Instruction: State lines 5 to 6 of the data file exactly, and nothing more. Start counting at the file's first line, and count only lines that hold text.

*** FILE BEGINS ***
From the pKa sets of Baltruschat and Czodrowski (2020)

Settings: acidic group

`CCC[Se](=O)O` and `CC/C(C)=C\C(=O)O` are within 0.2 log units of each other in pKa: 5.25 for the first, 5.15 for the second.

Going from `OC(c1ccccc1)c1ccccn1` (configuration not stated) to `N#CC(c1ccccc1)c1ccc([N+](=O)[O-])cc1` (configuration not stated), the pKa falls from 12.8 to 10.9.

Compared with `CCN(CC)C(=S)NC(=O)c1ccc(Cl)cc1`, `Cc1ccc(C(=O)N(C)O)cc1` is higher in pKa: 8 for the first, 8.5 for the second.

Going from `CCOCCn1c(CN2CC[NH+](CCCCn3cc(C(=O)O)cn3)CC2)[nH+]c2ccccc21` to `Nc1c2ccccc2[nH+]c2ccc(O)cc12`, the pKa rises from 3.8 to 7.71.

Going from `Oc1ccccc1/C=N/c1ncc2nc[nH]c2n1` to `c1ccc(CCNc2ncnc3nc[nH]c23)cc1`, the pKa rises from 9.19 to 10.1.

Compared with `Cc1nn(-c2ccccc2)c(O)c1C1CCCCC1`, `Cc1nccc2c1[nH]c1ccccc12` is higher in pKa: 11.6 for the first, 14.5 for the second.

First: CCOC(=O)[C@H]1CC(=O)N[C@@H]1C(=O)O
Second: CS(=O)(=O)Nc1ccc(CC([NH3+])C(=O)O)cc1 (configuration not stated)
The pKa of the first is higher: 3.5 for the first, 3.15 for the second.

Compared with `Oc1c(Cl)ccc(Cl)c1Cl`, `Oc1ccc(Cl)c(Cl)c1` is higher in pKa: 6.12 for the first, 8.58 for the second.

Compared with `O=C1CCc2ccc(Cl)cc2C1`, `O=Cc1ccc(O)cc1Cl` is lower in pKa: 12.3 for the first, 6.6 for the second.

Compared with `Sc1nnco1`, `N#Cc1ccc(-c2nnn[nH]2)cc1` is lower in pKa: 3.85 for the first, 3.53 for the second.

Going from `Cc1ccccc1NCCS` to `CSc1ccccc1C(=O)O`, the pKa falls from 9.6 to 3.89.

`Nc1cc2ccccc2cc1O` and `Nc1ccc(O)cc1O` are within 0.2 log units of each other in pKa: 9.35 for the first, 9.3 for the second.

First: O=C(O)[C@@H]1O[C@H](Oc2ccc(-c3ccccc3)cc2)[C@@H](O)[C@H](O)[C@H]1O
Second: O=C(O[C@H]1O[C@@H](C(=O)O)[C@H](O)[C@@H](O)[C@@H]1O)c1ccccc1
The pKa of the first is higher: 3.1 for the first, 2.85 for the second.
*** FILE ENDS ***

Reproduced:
Compared with `CCN(CC)C(=S)NC(=O)c1ccc(Cl)cc1`, `Cc1ccc(C(=O)N(C)O)cc1` is higher in pKa: 8 for the first, 8.5 for the second.

Going from `CCOCCn1c(CN2CC[NH+](CCCCn3cc(C(=O)O)cn3)CC2)[nH+]c2ccccc21` to `Nc1c2ccccc2[nH+]c2ccc(O)cc12`, the pKa rises from 3.8 to 7.71.